As part of a business program I am doing, one of the challenges proposed was to get an accountability partner and check in with them once a week.
Initially, I thought of this as one more meeting I had to go to but sighed and said I was in. (My usual strategy to something I think will be good for me is to try it at least, even if I think it’s lame.)
I got paired up with A, a photographer and graphics designer in Atlanta Georgia. (A random matchmaker in the group paired us up based on being in the same time zone.)
It’s kind of funny to have gotten to know A as I’ve gotten to know her. Normally when you meet friends, you get to know each other slowly. Maybe you exchange some small talk in the break room.You might send them a “Happy Birthday” message on Facebook or be pleasantly surprised to run into them. But in general this friendship is built over time and starts off casual.
An accountability partner is kind of like getting right to the ‘best friend’ part of the relationship. It’s happens fast because it has to.
A and I had a first conversation (about two hours) on the phone where we spent an hour telling the other our respective back stories. While you might think this might not be adequate time, it was relatively intense and, at least speaking about me summarizing my whole life in about 50 minutes, I can say A knows enough about me from this conversation to be friendly but more importantly to be helpful.
As I write this, I am not entirely sure where A went to college or what religion she is (though I could easily look that up on Facebook because we’re friends or ask her the next time we talk). It’s not really the point.
So if you don’t share anything in particular (even an arbitrary interest) you might ask ‘Well what is the point?’
After the first getting to know each other conversation, we set our 3 month, 6 month, and 12 months goals. We wrote them in Google Docs and shared them with each other. As stuff gets done, we cross it off (no deleting- we want to track progress). Every week (well most every week), we have a check in phone call.
What’s hilarious is that despite taking up an hour every week in my life, this has actually been pretty useful. Talking to A about what I’ve done and not done makes her part supportive friend, part impartial third party, part tough love.
And tough love, I mean asking me the questions I should be asking myself. We didn’t I email that person I said I would? Oh right, because I’m scared they won’t want to work with me. She’s never pushy, just inquisitive. We all need nudging and I’m glad she does it.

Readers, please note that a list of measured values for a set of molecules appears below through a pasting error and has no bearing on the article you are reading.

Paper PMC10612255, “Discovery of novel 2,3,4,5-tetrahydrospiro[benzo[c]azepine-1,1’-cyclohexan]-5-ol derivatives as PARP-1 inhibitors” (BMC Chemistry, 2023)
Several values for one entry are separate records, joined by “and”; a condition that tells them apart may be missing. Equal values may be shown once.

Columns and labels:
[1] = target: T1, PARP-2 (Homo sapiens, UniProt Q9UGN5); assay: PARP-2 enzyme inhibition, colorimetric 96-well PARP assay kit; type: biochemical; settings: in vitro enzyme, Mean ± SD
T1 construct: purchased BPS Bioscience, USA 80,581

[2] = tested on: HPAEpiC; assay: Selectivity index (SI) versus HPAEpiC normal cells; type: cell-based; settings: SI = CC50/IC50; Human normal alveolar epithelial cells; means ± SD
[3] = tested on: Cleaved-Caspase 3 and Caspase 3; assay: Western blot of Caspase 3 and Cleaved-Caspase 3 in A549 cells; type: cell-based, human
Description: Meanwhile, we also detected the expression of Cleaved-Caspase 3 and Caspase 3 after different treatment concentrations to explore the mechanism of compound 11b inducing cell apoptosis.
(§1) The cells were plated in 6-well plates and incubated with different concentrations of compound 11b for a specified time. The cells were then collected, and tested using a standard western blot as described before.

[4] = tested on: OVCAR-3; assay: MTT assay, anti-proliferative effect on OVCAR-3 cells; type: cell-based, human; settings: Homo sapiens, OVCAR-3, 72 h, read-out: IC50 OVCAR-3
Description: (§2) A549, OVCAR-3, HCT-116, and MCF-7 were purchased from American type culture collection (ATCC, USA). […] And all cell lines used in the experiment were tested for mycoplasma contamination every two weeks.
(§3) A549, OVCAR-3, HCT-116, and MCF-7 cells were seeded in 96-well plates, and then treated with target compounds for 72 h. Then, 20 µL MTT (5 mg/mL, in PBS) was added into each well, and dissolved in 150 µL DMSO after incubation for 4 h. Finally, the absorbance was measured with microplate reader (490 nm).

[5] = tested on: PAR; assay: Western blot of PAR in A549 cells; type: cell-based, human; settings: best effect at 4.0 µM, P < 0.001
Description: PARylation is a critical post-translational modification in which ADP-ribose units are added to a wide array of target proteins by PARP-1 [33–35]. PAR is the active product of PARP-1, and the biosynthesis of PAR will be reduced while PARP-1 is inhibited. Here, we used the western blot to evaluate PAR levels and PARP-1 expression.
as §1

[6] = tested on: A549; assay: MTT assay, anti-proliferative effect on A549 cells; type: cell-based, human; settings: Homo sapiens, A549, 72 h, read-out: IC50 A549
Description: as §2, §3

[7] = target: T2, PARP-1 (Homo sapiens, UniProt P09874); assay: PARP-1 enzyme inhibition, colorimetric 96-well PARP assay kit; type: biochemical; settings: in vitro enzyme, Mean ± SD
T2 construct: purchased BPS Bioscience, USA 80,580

Because A and I don’t have lots of time together, we don’t have time to tell each other stories or think of false excuses. We get right to the point. Sure we vent sometimes but it is never long winded when we do.
The relationship I have with A is unlike any relationship I’ve had with anyone. It’s useful to both of us and, while I’m sure we’d be actual friends if she lived closer or we shared some interest together, it’s kind of better that we aren’t. I don’t have to run into A after admitting to a petty thought. I don’t have to tell her why I am so frustrated that I gained three pounds last week. Her being friend, impartial third party, and nudger in one means she is also not one of those things. She can acknowledge, give an idea, and move on. And I do the same for her.
Now you might ask yourself, how do I get an accountability partner?
First off, it helps if you are set up. The program I’m in does that but your alumni association, business course, or some other group you belong to might be able to set you up. Several places online seem to be able to help you if you are willing to pay a bit of money (my program costs money). The only free one I’ve really seen is this Reddit group.
But ideally this person is someone you don’t know well but someone you can trust whose perspective you can appreciate. If A and I after hearing each other’s backstories didn’t see some common values or ideas, I am sure we would have both opted for another accountability partner option. While I would have probably been offended, I know it would be better in the long run to work with someone you are very compatible with. This isn’t just someone you go hiking or drinking with; this is someone who knows things about you that lots of other people don’t so choosing the right person should take time and effort.
If you want something more intense, this is one of the coolest articles I’ve read this year about an accountability group (It’s a long one but worth a read).
And as a third and final alternative, if you like the idea of a group but want something a bit less intense and a bit more short term of a format than The Elephants, you can always start or join a goals group.
So while I didn’t invent this idea, I did want to let you know that it’s not hokey or weird. It actually has been working really well for me! Accountability can sometimes be lame (or maybe a little scary) but having someone to be it with makes it much less so.